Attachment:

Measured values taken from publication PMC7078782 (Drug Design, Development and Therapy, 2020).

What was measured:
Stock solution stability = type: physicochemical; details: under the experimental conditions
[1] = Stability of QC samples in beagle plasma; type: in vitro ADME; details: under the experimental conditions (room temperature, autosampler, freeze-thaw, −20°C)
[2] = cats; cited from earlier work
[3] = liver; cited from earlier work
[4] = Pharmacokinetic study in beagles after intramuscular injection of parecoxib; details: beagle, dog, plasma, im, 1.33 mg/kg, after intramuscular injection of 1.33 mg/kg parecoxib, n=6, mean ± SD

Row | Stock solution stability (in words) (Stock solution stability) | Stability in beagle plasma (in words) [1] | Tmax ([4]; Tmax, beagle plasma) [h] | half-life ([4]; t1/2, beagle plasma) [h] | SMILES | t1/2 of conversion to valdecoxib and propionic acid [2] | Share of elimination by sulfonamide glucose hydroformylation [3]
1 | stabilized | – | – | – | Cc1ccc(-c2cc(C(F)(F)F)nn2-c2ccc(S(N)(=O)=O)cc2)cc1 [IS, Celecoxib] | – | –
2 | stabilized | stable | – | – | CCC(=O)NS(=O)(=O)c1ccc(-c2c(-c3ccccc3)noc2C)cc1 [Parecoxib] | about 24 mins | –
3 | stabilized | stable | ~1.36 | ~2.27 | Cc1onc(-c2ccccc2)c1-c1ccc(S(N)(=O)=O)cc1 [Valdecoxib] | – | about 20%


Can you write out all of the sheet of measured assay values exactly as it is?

Measured values taken from publication PMC7078782 (Drug Design, Development and Therapy, 2020).

What was measured:
Stock solution stability = type: physicochemical; details: under the experimental conditions
[1] = Stability of QC samples in beagle plasma; type: in vitro ADME; details: under the experimental conditions (room temperature, autosampler, freeze-thaw, −20°C)
[2] = cats; cited from earlier work
[3] = liver; cited from earlier work
[4] = Pharmacokinetic study in beagles after intramuscular injection of parecoxib; details: beagle, dog, plasma, im, 1.33 mg/kg, after intramuscular injection of 1.33 mg/kg parecoxib, n=6, mean ± SD

Row | Stock solution stability (in words) (Stock solution stability) | Stability in beagle plasma (in words) [1] | Tmax ([4]; Tmax, beagle plasma) [h] | half-life ([4]; t1/2, beagle plasma) [h] | SMILES | t1/2 of conversion to valdecoxib and propionic acid [2] | Share of elimination by sulfonamide glucose hydroformylation [3]
1 | stabilized | – | – | – | Cc1ccc(-c2cc(C(F)(F)F)nn2-c2ccc(S(N)(=O)=O)cc2)cc1 [IS, Celecoxib] | – | –
2 | stabilized | stable | – | – | CCC(=O)NS(=O)(=O)c1ccc(-c2c(-c3ccccc3)noc2C)cc1 [Parecoxib] | about 24 mins | –
3 | stabilized | stable | ~1.36 | ~2.27 | Cc1onc(-c2ccccc2)c1-c1ccc(S(N)(=O)=O)cc1 [Valdecoxib] | – | about 20%